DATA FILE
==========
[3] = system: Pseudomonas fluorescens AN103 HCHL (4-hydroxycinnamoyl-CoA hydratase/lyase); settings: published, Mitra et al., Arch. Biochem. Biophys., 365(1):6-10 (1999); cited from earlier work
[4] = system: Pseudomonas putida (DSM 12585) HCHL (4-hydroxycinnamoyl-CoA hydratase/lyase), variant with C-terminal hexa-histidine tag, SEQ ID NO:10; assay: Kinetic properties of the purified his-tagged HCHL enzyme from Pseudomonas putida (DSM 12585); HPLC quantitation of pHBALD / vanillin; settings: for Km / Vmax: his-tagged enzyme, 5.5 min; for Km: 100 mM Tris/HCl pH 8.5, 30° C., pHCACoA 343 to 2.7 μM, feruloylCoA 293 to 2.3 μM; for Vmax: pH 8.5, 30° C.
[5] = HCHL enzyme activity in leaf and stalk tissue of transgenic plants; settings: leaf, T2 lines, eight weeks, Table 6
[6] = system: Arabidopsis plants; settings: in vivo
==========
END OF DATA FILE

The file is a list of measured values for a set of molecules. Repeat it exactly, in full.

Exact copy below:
[3] = system: Pseudomonas fluorescens AN103 HCHL (4-hydroxycinnamoyl-CoA hydratase/lyase); settings: published, Mitra et al., Arch. Biochem. Biophys., 365(1):6-10 (1999); cited from earlier work
[4] = system: Pseudomonas putida (DSM 12585) HCHL (4-hydroxycinnamoyl-CoA hydratase/lyase), variant with C-terminal hexa-histidine tag, SEQ ID NO:10; assay: Kinetic properties of the purified his-tagged HCHL enzyme from Pseudomonas putida (DSM 12585); HPLC quantitation of pHBALD / vanillin; settings: for Km / Vmax: his-tagged enzyme, 5.5 min; for Km: 100 mM Tris/HCl pH 8.5, 30° C., pHCACoA 343 to 2.7 μM, feruloylCoA 293 to 2.3 μM; for Vmax: pH 8.5, 30° C.
[5] = HCHL enzyme activity in leaf and stalk tissue of transgenic plants; settings: leaf, T2 lines, eight weeks, Table 6
[6] = system: Arabidopsis plants; settings: in vivo